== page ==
Powered by two 1,200 horsepower Pratt & Whitney R-1830-92 engines, the PBY-5 was the fastest of the entire Catalina family of flying boats! It could manage a top speed of 189 mph at 7,000 feet!
First delivered to the US Navy in 1940, production of the Catalina grew steadily due to many orders from the U.S. Navy, the RAF and other Allied air forces. When World War II erupted in December 1941, the Catalina was the principal Navy patrol and air-sea rescue aircraft in the US inventory. Flown by the RAF on anti-submarine patrols in the Channel, Mediterranean and Atlantic sectors, the Catalina already had an impressive service record by the end of 1941.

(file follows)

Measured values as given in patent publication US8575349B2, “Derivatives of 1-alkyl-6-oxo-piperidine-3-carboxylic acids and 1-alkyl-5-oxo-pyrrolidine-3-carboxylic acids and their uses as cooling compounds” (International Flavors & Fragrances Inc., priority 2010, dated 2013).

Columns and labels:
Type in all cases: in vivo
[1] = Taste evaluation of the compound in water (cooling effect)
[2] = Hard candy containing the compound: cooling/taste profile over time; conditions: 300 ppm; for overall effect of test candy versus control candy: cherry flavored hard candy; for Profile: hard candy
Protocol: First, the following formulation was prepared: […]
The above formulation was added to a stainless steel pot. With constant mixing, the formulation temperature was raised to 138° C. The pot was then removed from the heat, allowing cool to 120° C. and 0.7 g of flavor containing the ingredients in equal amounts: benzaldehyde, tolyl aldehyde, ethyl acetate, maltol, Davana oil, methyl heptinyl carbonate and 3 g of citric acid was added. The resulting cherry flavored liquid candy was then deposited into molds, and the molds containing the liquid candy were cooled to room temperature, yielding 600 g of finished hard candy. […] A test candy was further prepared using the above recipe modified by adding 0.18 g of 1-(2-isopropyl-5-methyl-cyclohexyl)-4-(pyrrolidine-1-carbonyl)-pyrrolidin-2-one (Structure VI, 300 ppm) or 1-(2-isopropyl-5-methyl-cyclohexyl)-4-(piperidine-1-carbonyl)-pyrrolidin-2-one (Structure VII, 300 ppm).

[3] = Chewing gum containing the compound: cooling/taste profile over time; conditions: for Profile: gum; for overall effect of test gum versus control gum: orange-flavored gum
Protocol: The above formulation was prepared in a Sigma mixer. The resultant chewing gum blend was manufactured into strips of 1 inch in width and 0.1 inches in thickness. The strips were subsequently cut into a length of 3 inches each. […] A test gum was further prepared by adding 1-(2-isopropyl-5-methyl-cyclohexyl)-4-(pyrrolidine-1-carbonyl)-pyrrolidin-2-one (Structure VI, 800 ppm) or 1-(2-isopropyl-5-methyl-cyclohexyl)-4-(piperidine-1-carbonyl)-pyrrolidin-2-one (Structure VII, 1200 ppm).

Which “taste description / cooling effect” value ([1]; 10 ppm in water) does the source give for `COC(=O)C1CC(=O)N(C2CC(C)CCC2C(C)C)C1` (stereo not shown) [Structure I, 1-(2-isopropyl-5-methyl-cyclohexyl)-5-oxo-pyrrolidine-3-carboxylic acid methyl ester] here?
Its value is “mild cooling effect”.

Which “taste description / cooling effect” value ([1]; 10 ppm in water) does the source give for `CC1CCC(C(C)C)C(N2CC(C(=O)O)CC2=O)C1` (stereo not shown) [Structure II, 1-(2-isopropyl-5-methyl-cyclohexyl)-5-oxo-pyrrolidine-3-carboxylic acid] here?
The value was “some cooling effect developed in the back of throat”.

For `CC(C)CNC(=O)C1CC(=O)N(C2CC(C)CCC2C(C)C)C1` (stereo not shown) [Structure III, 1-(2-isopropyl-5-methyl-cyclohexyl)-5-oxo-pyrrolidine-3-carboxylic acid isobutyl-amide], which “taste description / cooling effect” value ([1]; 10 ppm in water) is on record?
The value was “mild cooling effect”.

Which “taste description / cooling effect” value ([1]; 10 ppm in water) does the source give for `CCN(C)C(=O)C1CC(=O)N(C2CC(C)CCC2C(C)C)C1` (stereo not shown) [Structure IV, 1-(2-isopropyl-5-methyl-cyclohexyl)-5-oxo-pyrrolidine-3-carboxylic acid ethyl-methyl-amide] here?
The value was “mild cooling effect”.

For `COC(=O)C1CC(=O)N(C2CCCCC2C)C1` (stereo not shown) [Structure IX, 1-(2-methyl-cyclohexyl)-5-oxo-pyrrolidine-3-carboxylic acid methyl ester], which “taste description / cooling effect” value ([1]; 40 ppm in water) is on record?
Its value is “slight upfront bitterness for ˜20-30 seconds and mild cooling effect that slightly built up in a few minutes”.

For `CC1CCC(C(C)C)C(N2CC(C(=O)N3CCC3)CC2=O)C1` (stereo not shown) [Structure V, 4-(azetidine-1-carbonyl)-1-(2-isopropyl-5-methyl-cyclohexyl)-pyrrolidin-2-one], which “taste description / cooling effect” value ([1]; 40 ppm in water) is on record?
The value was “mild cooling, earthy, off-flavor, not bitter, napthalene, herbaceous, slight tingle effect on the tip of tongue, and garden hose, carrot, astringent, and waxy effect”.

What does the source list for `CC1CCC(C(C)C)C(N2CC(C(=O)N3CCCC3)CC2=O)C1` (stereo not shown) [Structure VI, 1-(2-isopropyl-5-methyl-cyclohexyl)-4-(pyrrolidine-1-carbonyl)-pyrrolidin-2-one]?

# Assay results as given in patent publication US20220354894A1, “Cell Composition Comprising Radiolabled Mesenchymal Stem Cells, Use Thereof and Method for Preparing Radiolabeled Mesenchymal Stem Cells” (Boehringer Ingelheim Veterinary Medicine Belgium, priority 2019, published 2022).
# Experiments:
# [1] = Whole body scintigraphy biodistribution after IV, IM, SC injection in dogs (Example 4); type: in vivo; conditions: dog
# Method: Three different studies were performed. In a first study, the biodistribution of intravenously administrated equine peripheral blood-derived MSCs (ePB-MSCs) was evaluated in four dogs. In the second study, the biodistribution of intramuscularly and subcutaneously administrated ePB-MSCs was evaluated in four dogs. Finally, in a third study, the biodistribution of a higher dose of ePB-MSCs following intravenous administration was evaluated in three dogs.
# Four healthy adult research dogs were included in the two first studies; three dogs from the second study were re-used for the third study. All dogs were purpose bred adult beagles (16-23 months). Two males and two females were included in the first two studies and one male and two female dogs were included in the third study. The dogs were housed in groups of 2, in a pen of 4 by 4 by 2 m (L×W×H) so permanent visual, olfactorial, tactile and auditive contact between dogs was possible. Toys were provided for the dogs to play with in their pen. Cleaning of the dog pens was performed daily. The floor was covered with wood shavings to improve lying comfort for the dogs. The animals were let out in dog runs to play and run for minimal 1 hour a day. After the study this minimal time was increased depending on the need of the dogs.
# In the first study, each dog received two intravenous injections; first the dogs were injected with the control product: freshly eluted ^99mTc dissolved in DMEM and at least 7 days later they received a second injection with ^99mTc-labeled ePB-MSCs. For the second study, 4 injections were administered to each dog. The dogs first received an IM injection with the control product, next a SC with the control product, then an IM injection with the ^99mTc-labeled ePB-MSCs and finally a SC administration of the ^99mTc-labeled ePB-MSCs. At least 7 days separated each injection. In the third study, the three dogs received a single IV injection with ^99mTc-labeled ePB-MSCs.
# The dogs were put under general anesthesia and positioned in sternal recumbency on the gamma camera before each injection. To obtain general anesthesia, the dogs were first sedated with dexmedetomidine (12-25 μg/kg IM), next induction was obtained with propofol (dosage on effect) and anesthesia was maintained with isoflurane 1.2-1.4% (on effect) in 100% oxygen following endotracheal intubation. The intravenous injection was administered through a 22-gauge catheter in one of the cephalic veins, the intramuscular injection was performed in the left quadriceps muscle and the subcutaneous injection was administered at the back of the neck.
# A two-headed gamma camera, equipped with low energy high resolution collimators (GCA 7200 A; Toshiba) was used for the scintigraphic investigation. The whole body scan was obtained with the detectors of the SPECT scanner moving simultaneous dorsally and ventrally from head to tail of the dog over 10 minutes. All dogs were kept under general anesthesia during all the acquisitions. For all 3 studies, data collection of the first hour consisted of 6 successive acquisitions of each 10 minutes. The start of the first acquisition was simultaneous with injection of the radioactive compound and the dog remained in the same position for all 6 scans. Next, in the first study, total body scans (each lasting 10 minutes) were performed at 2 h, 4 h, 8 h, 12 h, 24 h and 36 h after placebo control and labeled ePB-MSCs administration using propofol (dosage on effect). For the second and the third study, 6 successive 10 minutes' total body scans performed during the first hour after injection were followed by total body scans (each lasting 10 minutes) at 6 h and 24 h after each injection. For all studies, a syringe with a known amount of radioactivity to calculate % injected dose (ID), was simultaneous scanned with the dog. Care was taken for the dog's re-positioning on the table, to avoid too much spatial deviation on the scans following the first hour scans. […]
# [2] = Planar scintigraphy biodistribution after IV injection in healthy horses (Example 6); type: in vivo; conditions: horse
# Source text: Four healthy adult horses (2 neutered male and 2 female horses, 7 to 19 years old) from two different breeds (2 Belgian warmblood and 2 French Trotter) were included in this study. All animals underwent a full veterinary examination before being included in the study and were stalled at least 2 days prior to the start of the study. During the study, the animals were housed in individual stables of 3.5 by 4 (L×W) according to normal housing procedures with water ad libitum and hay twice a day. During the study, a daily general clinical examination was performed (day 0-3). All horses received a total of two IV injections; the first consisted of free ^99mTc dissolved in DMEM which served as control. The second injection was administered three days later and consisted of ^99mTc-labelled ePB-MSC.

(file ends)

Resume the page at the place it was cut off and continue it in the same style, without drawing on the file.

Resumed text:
With a range of 2,990 miles the Catalina could remain aloft for many hours covering vast expanses of ocean. When a submarine was spotted, the Catalina could attack with four 1,000 bomb depth charges or could strafe with its four machine guns, two .30 caliber and two .50 caliber Brownings. Besides its attack role, the Catalina was best known and respected for its air-sea rescue missions during which countless aviators were plucked from enemy seas, sometimes right in the heat of battle. The crews who flew the Catalina on rescue missions were among the most appreciated aviators in the service. Many owe their lives to the daring courage of the Catalina crews and their tough but slow flying boats.
With a wingspan of 104 feet and a length of 63 feet-10 inches, the PBY-5 was a big plane for its day, very close to the B-17 in wingspan but shorter in length. Designed without wing dihedral, all the PBY aircraft required constant attention from the pilot or copilot to ensure level and straight flight. Maybe this little fault was the biggest problem with the famous Catalina flying boats